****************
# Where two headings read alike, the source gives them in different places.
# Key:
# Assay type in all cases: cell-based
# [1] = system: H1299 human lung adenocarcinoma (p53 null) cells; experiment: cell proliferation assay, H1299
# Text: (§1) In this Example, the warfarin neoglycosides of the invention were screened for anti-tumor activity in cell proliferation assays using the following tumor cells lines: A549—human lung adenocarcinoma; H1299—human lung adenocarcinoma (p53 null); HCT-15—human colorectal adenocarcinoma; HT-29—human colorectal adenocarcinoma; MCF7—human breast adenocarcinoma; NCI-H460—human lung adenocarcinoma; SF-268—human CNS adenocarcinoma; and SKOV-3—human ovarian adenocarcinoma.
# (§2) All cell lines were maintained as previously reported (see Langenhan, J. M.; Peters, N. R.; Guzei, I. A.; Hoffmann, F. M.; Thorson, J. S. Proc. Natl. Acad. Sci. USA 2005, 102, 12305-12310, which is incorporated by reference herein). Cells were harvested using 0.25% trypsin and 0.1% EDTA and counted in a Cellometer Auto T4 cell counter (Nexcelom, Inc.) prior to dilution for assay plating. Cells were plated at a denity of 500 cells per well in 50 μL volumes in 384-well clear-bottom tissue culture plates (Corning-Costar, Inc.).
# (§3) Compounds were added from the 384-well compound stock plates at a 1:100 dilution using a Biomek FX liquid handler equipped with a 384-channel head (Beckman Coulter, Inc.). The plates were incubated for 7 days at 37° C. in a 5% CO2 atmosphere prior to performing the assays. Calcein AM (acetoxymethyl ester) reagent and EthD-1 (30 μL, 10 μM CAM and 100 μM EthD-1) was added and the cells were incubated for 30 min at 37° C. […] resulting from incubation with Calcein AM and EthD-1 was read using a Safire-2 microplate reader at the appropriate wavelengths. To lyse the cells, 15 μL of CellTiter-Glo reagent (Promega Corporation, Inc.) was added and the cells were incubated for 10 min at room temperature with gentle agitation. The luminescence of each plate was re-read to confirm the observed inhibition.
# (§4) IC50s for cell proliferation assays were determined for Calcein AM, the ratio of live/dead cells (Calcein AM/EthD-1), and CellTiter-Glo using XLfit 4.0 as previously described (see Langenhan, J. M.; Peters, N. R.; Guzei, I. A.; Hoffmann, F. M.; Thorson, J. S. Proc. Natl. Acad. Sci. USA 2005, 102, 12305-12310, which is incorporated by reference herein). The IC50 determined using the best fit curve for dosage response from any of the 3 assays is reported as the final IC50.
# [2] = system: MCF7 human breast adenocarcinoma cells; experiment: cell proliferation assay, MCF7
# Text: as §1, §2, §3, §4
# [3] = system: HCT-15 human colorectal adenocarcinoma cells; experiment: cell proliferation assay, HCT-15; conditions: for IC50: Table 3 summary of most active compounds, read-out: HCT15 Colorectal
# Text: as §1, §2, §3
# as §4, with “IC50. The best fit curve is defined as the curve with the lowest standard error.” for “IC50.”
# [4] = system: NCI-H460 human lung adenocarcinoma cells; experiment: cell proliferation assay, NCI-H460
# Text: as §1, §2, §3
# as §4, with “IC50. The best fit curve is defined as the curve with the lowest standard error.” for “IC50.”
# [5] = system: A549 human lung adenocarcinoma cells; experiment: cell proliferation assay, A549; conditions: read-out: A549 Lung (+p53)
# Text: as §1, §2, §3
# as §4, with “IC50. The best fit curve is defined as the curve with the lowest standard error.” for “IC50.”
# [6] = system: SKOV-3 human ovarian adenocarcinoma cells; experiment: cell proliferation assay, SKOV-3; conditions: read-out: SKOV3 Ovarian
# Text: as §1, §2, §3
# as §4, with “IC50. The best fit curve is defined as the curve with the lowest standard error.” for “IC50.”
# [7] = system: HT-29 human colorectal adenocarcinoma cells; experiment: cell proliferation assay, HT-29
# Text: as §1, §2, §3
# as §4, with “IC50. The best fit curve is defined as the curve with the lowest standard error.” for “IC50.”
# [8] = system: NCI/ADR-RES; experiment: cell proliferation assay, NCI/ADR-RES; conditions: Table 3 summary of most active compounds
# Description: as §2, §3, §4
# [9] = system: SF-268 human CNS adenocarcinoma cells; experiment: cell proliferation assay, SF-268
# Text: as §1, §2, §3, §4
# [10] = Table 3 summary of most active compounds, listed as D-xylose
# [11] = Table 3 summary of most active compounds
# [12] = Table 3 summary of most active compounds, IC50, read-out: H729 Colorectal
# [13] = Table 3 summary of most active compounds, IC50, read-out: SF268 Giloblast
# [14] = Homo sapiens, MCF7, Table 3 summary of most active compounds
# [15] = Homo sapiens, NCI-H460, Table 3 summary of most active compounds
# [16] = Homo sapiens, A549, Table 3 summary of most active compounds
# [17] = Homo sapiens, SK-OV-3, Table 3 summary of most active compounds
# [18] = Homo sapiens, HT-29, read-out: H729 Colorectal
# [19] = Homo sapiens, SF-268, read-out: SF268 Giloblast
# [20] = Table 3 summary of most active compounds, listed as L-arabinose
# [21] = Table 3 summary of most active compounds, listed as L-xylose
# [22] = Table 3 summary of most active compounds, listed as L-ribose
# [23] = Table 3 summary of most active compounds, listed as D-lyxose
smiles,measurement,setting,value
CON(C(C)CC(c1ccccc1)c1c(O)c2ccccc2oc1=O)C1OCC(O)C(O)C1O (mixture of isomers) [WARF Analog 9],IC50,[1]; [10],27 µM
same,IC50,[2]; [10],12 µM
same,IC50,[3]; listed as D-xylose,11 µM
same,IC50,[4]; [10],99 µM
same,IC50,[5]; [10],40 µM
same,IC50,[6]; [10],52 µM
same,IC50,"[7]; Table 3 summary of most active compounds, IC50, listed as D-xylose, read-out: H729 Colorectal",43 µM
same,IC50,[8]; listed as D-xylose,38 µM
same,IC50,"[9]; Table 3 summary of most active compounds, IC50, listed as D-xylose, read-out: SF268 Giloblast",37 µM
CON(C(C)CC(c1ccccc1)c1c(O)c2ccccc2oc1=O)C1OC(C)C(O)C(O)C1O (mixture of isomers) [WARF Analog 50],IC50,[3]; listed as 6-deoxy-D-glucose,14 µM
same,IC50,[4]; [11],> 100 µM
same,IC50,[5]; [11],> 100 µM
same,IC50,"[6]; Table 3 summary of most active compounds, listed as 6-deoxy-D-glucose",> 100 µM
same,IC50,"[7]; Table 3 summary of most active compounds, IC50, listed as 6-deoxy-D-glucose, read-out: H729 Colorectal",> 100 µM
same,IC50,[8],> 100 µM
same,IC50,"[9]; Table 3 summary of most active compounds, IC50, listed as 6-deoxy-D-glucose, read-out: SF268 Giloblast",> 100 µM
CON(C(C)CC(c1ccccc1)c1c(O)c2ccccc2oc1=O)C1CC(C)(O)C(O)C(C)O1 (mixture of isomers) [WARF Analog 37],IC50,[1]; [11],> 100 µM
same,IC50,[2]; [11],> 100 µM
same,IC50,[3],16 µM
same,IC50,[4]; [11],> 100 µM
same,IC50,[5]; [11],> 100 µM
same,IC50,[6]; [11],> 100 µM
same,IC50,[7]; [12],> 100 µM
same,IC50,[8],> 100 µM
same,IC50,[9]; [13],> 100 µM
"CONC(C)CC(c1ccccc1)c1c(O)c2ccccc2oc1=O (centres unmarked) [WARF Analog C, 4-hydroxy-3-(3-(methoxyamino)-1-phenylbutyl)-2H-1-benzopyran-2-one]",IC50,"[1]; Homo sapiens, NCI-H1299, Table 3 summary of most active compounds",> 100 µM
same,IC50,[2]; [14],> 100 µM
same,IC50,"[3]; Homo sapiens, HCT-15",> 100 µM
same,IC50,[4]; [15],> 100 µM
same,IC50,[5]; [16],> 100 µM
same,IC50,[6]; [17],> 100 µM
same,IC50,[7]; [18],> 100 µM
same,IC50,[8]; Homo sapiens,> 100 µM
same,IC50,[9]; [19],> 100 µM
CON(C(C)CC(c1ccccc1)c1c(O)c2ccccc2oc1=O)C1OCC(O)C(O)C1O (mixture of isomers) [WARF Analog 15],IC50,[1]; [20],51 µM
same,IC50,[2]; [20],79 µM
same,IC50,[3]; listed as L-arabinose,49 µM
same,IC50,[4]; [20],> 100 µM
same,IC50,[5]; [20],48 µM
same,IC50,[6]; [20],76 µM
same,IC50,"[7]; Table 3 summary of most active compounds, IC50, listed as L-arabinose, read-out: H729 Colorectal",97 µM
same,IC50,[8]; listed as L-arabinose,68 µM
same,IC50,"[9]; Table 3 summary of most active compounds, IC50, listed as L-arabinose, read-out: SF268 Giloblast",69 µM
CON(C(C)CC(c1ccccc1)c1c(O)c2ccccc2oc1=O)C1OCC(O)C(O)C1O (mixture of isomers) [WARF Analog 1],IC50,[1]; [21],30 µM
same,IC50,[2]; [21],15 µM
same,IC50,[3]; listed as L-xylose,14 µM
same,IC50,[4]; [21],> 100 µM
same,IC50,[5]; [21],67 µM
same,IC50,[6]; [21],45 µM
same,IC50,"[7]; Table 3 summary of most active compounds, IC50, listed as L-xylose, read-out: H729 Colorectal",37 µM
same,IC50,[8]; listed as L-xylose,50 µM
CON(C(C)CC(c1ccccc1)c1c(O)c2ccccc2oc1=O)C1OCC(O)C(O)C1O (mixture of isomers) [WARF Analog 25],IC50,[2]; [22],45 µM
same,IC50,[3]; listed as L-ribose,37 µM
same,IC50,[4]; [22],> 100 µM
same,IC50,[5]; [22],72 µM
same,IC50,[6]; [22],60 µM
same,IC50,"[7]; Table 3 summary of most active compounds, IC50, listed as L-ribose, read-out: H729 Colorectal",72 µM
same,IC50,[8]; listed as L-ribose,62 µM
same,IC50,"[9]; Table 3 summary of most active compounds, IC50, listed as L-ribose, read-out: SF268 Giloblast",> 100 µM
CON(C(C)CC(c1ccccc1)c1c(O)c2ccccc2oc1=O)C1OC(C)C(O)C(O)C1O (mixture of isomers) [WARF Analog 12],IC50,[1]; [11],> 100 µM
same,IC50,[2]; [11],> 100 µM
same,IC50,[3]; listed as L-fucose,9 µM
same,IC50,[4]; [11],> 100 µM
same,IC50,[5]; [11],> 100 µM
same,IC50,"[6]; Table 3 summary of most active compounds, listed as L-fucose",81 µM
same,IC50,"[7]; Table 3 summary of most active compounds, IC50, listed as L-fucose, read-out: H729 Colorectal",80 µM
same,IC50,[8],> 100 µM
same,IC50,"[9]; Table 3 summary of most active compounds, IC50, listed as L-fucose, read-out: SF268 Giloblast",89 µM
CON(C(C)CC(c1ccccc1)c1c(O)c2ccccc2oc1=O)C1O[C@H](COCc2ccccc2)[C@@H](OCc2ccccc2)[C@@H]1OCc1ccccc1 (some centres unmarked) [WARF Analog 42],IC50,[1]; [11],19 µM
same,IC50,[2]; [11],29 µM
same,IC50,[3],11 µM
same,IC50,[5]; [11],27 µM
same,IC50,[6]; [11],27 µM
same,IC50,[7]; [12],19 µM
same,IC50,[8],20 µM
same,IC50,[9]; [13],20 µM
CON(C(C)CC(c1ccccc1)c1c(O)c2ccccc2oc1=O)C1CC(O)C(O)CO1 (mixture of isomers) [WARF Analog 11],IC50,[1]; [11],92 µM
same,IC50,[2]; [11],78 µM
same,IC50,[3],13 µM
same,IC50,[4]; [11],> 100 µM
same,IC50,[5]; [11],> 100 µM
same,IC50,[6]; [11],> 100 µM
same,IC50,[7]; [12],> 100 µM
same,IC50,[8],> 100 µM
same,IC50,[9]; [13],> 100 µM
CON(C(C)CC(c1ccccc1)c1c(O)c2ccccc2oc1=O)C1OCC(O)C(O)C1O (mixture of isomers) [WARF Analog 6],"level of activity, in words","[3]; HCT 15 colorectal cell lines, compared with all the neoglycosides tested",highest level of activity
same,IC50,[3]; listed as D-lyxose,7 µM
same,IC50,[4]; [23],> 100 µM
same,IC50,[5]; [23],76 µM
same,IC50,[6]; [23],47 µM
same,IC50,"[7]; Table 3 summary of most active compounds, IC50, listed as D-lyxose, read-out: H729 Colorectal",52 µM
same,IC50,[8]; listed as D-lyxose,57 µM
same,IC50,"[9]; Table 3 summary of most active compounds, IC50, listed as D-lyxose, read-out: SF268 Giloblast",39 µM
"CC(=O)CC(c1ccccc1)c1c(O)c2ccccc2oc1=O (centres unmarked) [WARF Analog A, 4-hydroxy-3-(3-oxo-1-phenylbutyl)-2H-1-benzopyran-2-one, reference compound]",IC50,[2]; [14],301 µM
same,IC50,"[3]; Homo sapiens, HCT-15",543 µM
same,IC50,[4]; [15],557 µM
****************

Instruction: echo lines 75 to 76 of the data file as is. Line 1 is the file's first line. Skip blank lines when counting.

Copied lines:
same,IC50,[6]; [17],> 100 µM
same,IC50,[7]; [18],> 100 µM